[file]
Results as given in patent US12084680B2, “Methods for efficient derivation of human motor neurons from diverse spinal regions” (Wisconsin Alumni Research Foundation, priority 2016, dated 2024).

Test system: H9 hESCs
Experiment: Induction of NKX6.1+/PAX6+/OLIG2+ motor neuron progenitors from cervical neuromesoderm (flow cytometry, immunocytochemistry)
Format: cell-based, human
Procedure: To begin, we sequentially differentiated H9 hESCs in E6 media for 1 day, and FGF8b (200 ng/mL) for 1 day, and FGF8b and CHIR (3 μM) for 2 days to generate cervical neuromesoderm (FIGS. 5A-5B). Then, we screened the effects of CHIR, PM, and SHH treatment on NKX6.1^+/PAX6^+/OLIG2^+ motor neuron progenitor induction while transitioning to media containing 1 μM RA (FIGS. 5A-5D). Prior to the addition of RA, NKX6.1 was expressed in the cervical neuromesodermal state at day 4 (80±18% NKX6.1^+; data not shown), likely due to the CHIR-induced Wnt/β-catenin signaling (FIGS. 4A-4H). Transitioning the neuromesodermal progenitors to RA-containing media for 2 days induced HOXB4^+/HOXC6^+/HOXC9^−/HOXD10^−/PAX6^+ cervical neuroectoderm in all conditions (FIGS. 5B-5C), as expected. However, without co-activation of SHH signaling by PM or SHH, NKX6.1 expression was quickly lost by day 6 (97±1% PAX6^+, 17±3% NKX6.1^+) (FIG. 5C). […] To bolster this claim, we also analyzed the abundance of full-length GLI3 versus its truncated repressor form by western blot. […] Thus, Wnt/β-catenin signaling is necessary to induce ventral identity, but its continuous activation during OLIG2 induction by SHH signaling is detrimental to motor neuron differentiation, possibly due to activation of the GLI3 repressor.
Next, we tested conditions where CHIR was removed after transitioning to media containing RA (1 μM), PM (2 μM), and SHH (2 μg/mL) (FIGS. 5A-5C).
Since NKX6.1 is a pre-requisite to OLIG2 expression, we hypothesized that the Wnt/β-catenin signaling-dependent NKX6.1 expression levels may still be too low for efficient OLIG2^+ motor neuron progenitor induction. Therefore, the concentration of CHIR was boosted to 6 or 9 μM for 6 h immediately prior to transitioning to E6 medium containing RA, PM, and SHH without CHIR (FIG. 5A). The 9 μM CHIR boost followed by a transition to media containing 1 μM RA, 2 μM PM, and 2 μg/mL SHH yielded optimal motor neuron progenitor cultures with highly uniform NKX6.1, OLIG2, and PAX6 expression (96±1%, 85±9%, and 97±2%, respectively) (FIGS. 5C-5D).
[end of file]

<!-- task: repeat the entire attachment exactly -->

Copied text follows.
Results as given in patent US12084680B2, “Methods for efficient derivation of human motor neurons from diverse spinal regions” (Wisconsin Alumni Research Foundation, priority 2016, dated 2024).

Test system: H9 hESCs
Experiment: Induction of NKX6.1+/PAX6+/OLIG2+ motor neuron progenitors from cervical neuromesoderm (flow cytometry, immunocytochemistry)
Format: cell-based, human
Procedure: To begin, we sequentially differentiated H9 hESCs in E6 media for 1 day, and FGF8b (200 ng/mL) for 1 day, and FGF8b and CHIR (3 μM) for 2 days to generate cervical neuromesoderm (FIGS. 5A-5B). Then, we screened the effects of CHIR, PM, and SHH treatment on NKX6.1^+/PAX6^+/OLIG2^+ motor neuron progenitor induction while transitioning to media containing 1 μM RA (FIGS. 5A-5D). Prior to the addition of RA, NKX6.1 was expressed in the cervical neuromesodermal state at day 4 (80±18% NKX6.1^+; data not shown), likely due to the CHIR-induced Wnt/β-catenin signaling (FIGS. 4A-4H). Transitioning the neuromesodermal progenitors to RA-containing media for 2 days induced HOXB4^+/HOXC6^+/HOXC9^−/HOXD10^−/PAX6^+ cervical neuroectoderm in all conditions (FIGS. 5B-5C), as expected. However, without co-activation of SHH signaling by PM or SHH, NKX6.1 expression was quickly lost by day 6 (97±1% PAX6^+, 17±3% NKX6.1^+) (FIG. 5C). […] To bolster this claim, we also analyzed the abundance of full-length GLI3 versus its truncated repressor form by western blot. […] Thus, Wnt/β-catenin signaling is necessary to induce ventral identity, but its continuous activation during OLIG2 induction by SHH signaling is detrimental to motor neuron differentiation, possibly due to activation of the GLI3 repressor.
Next, we tested conditions where CHIR was removed after transitioning to media containing RA (1 μM), PM (2 μM), and SHH (2 μg/mL) (FIGS. 5A-5C).
Since NKX6.1 is a pre-requisite to OLIG2 expression, we hypothesized that the Wnt/β-catenin signaling-dependent NKX6.1 expression levels may still be too low for efficient OLIG2^+ motor neuron progenitor induction. Therefore, the concentration of CHIR was boosted to 6 or 9 μM for 6 h immediately prior to transitioning to E6 medium containing RA, PM, and SHH without CHIR (FIG. 5A). The 9 μM CHIR boost followed by a transition to media containing 1 μM RA, 2 μM PM, and 2 μg/mL SHH yielded optimal motor neuron progenitor cultures with highly uniform NKX6.1, OLIG2, and PAX6 expression (96±1%, 85±9%, and 97±2%, respectively) (FIGS. 5C-5D).